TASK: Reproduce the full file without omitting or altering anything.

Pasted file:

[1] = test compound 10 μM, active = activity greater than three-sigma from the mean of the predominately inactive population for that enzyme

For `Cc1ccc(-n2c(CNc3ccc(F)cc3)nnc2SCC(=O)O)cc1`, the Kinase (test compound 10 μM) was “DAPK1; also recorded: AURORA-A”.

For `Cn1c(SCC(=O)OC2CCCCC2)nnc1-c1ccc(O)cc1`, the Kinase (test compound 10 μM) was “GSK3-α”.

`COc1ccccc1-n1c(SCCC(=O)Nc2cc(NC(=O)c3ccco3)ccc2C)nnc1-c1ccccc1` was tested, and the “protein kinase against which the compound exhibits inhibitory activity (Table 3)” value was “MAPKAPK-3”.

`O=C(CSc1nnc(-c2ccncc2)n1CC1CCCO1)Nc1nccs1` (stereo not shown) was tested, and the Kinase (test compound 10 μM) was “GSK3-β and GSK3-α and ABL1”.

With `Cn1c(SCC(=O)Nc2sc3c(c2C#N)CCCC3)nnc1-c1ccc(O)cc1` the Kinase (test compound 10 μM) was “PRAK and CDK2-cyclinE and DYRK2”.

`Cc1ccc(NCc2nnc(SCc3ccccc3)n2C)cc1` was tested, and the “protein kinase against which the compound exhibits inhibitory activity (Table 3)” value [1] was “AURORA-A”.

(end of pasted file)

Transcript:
[1] = test compound 10 μM, active = activity greater than three-sigma from the mean of the predominately inactive population for that enzyme

For `Cc1ccc(-n2c(CNc3ccc(F)cc3)nnc2SCC(=O)O)cc1`, the Kinase (test compound 10 μM) was “DAPK1; also recorded: AURORA-A”.

For `Cn1c(SCC(=O)OC2CCCCC2)nnc1-c1ccc(O)cc1`, the Kinase (test compound 10 μM) was “GSK3-α”.

`COc1ccccc1-n1c(SCCC(=O)Nc2cc(NC(=O)c3ccco3)ccc2C)nnc1-c1ccccc1` was tested, and the “protein kinase against which the compound exhibits inhibitory activity (Table 3)” value was “MAPKAPK-3”.

`O=C(CSc1nnc(-c2ccncc2)n1CC1CCCO1)Nc1nccs1` (stereo not shown) was tested, and the Kinase (test compound 10 μM) was “GSK3-β and GSK3-α and ABL1”.

With `Cn1c(SCC(=O)Nc2sc3c(c2C#N)CCCC3)nnc1-c1ccc(O)cc1` the Kinase (test compound 10 μM) was “PRAK and CDK2-cyclinE and DYRK2”.

`Cc1ccc(NCc2nnc(SCc3ccccc3)n2C)cc1` was tested, and the “protein kinase against which the compound exhibits inhibitory activity (Table 3)” value [1] was “AURORA-A”.